War, Empire and the Making of Japanese National Cuisine
During the last two decades, Japanese food succeeded in penetrating a wide spectrum of global gastronomy. From posh dining through healthy meal to a quick bite, Japanese cuisine is present in practically every niche of the ever diversifying restaurant market. While classic establishments proudly dish up kaiseki menus for the connoisseurs of exclusive dining, teppanyaki steak-houses provide culinary entertainment to those with less privileged taste buds, and sushi and noodle bars appeal to young customers.
A rotating sushi bar, a hip new addition to Western culinary culture.
Equally spectacular has been the growth of publications in English concerning Japanese cuisine. Along with conventional cookbooks and guidebooks on how to order in Japanese restaurants, other genres of culinary writing on Japan are thriving as well. Current bestsellers, such as Sasha Issenberg’s Sushi Economy and Trevor Corson’s The Zen of Fish – both dealing with sushi boom in the US – appeal to broad audiences obviously fascinated with the cultural, social and historical backgrounds of recent culinary trends.
Books on Japanese cuisine sell particularly well due to an aura of exoticism and revered traditionalism that surrounds them. Cooks and publicists cultivate the image of Japanese cuisine as refined craftsmanship that had been handed down, practically unchanged, from generation to generation. A recent initiative of Japan’s Agriculture Ministry to inspect and certify Japanese restaurants abroad (which came to be known in popular jargon as the ‘sushi police’) vividly illustrates its eagerness to perpetuate the myth of Japanese culinary tradition.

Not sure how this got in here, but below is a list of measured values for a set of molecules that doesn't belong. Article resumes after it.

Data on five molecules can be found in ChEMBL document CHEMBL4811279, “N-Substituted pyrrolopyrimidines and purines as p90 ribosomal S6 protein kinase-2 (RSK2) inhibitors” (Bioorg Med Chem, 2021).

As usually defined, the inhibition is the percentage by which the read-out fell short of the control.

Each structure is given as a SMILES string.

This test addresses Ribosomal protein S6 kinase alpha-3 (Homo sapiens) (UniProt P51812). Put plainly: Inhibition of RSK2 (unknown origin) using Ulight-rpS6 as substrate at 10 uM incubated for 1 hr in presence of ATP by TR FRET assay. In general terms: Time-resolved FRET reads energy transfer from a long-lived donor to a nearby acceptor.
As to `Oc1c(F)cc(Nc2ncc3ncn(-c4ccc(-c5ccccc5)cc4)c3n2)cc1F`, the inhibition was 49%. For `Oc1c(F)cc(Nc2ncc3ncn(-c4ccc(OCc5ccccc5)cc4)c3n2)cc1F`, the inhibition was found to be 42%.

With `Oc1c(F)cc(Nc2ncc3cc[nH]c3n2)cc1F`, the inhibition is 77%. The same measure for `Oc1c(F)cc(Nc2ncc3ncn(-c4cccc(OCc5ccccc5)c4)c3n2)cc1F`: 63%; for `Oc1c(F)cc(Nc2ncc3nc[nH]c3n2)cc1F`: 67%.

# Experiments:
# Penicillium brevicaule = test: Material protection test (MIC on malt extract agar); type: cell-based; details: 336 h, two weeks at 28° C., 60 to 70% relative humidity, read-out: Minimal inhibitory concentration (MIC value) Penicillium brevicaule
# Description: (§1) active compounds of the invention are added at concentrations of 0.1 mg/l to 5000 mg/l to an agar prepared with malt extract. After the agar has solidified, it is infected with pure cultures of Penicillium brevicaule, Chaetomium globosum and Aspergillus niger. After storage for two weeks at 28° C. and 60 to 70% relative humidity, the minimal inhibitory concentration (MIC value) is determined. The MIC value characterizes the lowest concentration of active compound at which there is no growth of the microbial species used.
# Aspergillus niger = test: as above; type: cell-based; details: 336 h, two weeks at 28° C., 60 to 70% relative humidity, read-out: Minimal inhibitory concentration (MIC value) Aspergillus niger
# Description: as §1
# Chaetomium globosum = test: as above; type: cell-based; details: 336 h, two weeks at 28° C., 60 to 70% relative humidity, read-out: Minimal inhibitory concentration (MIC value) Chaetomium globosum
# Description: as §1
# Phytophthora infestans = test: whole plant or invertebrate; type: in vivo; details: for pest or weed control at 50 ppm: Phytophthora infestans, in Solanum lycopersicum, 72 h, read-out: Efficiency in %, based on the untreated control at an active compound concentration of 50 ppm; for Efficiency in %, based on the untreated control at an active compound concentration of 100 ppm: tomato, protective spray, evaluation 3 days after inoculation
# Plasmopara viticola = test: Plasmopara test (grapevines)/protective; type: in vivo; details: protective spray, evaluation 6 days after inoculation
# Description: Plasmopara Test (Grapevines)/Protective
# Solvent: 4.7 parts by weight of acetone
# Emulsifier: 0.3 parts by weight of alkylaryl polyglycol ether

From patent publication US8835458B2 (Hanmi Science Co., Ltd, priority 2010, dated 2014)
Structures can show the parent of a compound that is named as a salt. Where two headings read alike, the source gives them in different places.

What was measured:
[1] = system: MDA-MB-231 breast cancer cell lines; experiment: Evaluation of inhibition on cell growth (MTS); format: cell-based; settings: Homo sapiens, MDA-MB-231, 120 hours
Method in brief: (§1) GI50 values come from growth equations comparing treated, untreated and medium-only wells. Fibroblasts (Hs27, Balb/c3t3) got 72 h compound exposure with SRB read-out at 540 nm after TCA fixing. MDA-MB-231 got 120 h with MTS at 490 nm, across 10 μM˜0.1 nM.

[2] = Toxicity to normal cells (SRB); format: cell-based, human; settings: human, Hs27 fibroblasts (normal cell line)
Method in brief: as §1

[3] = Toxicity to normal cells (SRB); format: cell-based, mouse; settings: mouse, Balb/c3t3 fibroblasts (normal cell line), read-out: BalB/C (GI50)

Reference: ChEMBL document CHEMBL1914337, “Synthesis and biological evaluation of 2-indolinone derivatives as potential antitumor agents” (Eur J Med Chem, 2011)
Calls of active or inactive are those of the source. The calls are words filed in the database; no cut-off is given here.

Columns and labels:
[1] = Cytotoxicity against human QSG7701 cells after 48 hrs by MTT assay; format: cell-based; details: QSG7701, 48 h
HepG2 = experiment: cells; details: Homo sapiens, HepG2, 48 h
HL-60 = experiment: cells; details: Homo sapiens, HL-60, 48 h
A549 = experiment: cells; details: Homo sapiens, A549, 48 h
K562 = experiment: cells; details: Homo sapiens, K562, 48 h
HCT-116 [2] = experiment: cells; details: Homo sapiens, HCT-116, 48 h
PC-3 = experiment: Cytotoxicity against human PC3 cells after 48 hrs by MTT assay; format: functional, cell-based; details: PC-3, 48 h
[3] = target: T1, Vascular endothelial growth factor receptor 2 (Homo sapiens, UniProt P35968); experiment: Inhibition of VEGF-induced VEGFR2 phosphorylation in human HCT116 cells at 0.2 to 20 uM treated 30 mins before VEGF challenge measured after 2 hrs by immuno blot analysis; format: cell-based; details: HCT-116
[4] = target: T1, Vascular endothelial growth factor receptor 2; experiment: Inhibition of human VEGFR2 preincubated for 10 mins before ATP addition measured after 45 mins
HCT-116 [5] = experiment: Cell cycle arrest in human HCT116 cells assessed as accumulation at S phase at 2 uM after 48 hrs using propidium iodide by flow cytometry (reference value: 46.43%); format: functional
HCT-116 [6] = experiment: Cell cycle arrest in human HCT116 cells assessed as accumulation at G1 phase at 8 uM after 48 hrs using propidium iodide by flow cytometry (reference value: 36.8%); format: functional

Japanese cuisine as art
However, if contemporary Japanese cuisine was to be labelled at all, ‘multicultural’ and ‘innovative’ would, in my opinion, be much more appropriate terms. That the economic prosperity of the last few decades is largely responsible for the abundance of food choices in Japan seems obvious. Greater disposable income made formerly expensive and exclusive types of food widely affordable and, moreover, created opportunities for ordinary Japanese to embrace foreign tastes and global culinary trends. However, the culinary multiculturalism dates back several decades further. It was part and parcel of the culinary transformation of modern Japan that can very generally be described as the making of Japanese national cuisine, a set of foods, tastes and practices that most Japanese today ardently identify with. A persistent homogenization of local food practices and attitudes into a national standard, although not a goal in itself, was the major outcome of this process.
Electrical appliances began entering Japanese kitchens from the mid 1950s.
Japanese national cuisine was shaped by a variety of forces that emerged in Japan since the late nineteenth century. However, perhaps surprisingly, militarism stands out as the most powerful. This influence of militarism does not complement the general image of Japanese cuisine, with its strong emphasis on aesthetics of presentation and harmony with nature, and is therefore very little known.
Conscripts in barracks sharing a meal, 1938.